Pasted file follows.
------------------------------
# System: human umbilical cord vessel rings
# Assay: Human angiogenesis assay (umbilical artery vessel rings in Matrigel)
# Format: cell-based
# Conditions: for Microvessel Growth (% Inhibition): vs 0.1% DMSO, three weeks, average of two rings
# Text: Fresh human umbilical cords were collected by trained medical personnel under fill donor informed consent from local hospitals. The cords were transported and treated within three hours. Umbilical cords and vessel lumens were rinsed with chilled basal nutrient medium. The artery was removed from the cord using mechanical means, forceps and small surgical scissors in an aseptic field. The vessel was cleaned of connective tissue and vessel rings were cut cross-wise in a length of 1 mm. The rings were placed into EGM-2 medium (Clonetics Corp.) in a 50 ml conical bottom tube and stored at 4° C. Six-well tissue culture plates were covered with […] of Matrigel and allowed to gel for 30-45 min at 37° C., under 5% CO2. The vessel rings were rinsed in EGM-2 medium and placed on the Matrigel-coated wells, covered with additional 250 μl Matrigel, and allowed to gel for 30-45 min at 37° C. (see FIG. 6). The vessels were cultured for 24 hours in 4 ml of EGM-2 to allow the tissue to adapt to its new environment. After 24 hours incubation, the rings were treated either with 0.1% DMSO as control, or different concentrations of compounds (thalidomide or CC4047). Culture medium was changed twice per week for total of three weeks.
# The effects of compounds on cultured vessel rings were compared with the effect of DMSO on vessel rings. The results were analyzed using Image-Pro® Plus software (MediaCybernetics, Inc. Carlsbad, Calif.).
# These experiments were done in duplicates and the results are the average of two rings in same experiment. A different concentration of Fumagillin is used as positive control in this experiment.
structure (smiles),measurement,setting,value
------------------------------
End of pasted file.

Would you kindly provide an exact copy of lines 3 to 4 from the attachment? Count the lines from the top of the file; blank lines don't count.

# Format: cell-based
# Conditions: for Microvessel Growth (% Inhibition): vs 0.1% DMSO, three weeks, average of two rings